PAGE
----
In response to a state mandate for students to meet English Language Arts and math requirements in schools, both teacher’s unions and parent-led groups have said thousands of students across the state will opt out of the exams April 14, due to the fact that they are not beneficial to students, and are unfairly tied to teacher evaluations, reports said.
The exams are scheduled to begin Tuesday, and the groups have predicted about a quarter of a million students, statewide, will decline to take the tests.
Reportedly, teachers unions, parents and educators have begun the opt-out movement in response to Gov. Andrew Cuomo’s recent budget proposal to base 50 percent of teacher evaluations on student test results.
As a result, according to district officials, over 50 percent of parents in Fairport have decided to allow their children to opt-out of taking the tests. In addition, Pittsford’s opt-out rate is currently at 16 percent; Greece is at 12 percent; and Spencerport is at 30 percent, reports said.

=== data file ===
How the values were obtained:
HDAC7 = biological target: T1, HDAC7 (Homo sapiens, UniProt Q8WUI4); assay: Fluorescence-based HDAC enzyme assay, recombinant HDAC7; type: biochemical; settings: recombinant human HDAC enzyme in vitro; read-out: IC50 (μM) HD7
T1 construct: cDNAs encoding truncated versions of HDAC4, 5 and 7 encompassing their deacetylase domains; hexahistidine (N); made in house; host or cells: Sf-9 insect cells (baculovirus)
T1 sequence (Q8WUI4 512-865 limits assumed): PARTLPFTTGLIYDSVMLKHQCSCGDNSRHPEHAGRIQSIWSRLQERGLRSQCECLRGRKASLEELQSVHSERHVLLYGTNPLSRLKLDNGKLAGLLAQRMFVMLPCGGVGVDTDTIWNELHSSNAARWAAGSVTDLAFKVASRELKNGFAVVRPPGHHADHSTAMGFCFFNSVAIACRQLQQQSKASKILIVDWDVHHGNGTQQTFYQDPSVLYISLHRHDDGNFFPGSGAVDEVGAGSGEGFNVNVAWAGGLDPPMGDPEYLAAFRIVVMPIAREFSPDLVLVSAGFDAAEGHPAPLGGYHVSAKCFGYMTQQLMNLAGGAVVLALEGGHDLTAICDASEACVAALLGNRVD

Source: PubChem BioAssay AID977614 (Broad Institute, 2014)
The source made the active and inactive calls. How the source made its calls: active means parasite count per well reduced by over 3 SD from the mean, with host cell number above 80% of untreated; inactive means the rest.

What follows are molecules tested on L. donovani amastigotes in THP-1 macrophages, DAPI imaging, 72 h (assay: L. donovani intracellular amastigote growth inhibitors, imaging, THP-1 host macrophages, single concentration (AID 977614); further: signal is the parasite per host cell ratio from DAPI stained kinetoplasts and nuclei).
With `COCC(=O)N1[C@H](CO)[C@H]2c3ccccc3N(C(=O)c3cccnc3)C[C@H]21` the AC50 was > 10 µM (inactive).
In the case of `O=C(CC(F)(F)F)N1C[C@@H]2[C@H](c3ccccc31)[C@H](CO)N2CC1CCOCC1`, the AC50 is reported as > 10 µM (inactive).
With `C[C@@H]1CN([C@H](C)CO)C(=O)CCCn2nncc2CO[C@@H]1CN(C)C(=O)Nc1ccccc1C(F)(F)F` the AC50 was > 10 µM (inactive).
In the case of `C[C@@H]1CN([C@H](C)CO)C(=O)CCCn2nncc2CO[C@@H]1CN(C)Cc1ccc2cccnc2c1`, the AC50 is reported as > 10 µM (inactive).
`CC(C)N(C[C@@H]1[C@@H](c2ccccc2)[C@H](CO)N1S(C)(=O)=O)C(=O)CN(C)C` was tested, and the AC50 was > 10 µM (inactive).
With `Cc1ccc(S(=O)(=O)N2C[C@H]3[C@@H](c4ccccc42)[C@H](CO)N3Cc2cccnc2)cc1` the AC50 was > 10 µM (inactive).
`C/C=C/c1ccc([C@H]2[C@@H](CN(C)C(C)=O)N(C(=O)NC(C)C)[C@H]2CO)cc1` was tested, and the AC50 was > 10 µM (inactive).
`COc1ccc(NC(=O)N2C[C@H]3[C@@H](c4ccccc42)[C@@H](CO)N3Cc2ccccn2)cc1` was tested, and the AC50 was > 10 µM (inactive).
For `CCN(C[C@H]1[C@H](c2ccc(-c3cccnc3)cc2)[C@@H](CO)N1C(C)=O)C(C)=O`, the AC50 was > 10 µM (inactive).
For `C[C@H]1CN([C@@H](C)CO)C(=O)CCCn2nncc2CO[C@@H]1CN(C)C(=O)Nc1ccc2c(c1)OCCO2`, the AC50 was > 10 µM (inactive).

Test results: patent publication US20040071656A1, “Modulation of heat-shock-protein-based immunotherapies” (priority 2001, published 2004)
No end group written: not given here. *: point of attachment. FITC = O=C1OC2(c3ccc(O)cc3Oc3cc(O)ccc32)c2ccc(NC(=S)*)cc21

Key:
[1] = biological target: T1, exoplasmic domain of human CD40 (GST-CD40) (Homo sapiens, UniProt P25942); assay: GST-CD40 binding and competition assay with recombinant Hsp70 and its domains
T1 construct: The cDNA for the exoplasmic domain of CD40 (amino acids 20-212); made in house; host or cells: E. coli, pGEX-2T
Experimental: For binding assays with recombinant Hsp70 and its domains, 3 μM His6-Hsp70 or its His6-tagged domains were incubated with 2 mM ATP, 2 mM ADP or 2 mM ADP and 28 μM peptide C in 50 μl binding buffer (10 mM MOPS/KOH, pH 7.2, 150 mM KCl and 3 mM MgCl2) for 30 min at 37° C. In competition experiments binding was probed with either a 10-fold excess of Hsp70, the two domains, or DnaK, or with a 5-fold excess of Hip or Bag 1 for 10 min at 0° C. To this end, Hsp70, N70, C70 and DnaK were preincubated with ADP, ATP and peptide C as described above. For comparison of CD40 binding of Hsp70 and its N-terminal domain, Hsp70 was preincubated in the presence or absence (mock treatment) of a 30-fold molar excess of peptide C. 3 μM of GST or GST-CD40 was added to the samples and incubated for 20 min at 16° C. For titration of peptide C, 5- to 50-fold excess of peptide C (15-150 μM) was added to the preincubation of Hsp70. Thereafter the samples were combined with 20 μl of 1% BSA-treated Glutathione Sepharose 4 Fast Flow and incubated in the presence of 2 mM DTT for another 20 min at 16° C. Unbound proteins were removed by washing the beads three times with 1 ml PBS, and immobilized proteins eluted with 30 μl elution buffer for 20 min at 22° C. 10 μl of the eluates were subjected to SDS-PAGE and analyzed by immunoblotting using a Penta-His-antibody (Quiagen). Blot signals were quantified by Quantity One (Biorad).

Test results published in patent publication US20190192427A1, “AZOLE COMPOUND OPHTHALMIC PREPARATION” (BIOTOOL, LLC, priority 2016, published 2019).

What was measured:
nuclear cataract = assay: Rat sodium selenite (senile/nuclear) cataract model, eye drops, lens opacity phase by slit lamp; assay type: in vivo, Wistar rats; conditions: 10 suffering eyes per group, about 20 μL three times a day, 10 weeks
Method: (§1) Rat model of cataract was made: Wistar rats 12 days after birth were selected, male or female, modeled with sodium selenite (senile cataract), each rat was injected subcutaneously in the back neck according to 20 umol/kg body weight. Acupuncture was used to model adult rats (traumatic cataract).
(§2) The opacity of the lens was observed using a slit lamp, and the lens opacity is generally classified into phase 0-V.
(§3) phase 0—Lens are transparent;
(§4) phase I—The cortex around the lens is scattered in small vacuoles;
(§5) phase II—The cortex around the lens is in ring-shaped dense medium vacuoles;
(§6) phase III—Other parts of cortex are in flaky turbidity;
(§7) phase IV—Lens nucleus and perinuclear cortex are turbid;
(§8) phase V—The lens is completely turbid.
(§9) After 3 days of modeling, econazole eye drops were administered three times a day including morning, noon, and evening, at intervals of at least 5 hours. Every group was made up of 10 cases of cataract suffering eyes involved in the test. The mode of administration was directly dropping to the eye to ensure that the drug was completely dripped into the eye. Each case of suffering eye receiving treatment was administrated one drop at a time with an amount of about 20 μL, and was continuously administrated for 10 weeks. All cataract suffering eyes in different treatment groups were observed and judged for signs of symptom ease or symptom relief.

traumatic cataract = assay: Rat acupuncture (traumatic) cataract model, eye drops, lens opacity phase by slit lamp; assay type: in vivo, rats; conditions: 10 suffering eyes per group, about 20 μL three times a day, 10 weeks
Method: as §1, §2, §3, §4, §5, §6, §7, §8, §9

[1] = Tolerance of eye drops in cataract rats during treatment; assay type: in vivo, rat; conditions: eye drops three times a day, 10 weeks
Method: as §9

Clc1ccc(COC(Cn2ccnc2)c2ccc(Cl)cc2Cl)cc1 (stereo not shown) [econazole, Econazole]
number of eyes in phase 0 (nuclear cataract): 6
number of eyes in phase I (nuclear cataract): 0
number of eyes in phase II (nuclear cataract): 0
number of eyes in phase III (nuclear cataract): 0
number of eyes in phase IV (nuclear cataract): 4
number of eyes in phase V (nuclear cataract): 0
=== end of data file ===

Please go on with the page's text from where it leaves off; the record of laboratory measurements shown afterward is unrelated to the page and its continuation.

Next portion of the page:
The Rochester City School District has not yet released the number of students who have decided not to take the tests.
Meanwhile, teachers unions across the state, including New York State United Teachers (NYSUT) and the Rochester Teacher Association, have spoken out in support of the opt-out movement.
“Parents are refusing to subject their children to pointless tests that only serve the interests of politicians and profiteers, while robbing kids of precious learning time,” said RTA president Adam Urbanski. “And that is why the RTA Representative Assembly, in a unanimous vote, adopted a resolution supporting the parents’ right to shield their children from such exploitation.”
Urbanski held a press conference Friday, urging parents to allow their children to opt out of taking the tests.
Conversely, Rochester City School District Superintendent Bolgen Vargas released the following statement regarding the matter:
“Our teachers and students are working hard, and the state tests are one important measure, among many, that allow them to demonstrate improved achievement. Just like the superintendents in Brighton and Pittsford, I believe in our district’s children, and I want them to take the assessments so that we can see the progress they are making.”
In addition, proponents of the tests have said parents should allow their students to participate in the exams, in order to avoid state sanctions, including the withholding of funds, from the New York State Education Department (NYSED).
According to NYSED, 95 percent of students need to take the tests in order for districts to accurately calculate the results.